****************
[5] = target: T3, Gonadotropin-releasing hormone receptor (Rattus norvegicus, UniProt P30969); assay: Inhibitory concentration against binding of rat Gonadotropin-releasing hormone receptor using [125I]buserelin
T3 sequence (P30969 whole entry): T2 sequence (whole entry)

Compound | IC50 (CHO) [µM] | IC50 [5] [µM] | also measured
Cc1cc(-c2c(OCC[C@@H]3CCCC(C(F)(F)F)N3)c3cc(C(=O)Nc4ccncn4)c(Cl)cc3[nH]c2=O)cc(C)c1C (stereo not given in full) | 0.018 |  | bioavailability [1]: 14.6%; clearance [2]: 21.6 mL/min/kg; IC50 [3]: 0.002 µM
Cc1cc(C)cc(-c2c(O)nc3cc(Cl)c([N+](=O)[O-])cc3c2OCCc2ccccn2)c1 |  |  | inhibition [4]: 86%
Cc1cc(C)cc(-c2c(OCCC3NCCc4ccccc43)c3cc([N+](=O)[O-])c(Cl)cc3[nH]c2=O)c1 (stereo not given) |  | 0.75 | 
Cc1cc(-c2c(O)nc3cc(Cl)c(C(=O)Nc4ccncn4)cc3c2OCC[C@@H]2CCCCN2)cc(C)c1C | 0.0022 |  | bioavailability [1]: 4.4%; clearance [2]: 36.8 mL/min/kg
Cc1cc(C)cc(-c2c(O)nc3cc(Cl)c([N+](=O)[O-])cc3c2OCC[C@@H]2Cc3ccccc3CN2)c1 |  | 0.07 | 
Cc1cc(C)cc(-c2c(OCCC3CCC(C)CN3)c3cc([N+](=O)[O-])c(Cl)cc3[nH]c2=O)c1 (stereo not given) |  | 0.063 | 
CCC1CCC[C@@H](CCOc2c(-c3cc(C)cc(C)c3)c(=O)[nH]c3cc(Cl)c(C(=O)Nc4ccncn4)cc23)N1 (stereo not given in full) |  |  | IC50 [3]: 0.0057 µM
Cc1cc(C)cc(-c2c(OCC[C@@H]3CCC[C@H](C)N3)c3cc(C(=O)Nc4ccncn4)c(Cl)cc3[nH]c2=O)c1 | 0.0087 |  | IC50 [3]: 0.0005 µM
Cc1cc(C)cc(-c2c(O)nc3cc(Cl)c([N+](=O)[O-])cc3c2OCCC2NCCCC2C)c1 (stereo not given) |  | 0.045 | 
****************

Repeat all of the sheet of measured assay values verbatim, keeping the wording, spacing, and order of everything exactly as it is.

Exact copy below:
[5] = target: T3, Gonadotropin-releasing hormone receptor (Rattus norvegicus, UniProt P30969); assay: Inhibitory concentration against binding of rat Gonadotropin-releasing hormone receptor using [125I]buserelin
T3 sequence (P30969 whole entry): T2 sequence (whole entry)

Compound | IC50 (CHO) [µM] | IC50 [5] [µM] | also measured
Cc1cc(-c2c(OCC[C@@H]3CCCC(C(F)(F)F)N3)c3cc(C(=O)Nc4ccncn4)c(Cl)cc3[nH]c2=O)cc(C)c1C (stereo not given in full) | 0.018 |  | bioavailability [1]: 14.6%; clearance [2]: 21.6 mL/min/kg; IC50 [3]: 0.002 µM
Cc1cc(C)cc(-c2c(O)nc3cc(Cl)c([N+](=O)[O-])cc3c2OCCc2ccccn2)c1 |  |  | inhibition [4]: 86%
Cc1cc(C)cc(-c2c(OCCC3NCCc4ccccc43)c3cc([N+](=O)[O-])c(Cl)cc3[nH]c2=O)c1 (stereo not given) |  | 0.75 | 
Cc1cc(-c2c(O)nc3cc(Cl)c(C(=O)Nc4ccncn4)cc3c2OCC[C@@H]2CCCCN2)cc(C)c1C | 0.0022 |  | bioavailability [1]: 4.4%; clearance [2]: 36.8 mL/min/kg
Cc1cc(C)cc(-c2c(O)nc3cc(Cl)c([N+](=O)[O-])cc3c2OCC[C@@H]2Cc3ccccc3CN2)c1 |  | 0.07 | 
Cc1cc(C)cc(-c2c(OCCC3CCC(C)CN3)c3cc([N+](=O)[O-])c(Cl)cc3[nH]c2=O)c1 (stereo not given) |  | 0.063 | 
CCC1CCC[C@@H](CCOc2c(-c3cc(C)cc(C)c3)c(=O)[nH]c3cc(Cl)c(C(=O)Nc4ccncn4)cc23)N1 (stereo not given in full) |  |  | IC50 [3]: 0.0057 µM
Cc1cc(C)cc(-c2c(OCC[C@@H]3CCC[C@H](C)N3)c3cc(C(=O)Nc4ccncn4)c(Cl)cc3[nH]c2=O)c1 | 0.0087 |  | IC50 [3]: 0.0005 µM
Cc1cc(C)cc(-c2c(O)nc3cc(Cl)c([N+](=O)[O-])cc3c2OCCC2NCCCC2C)c1 (stereo not given) |  | 0.045 | 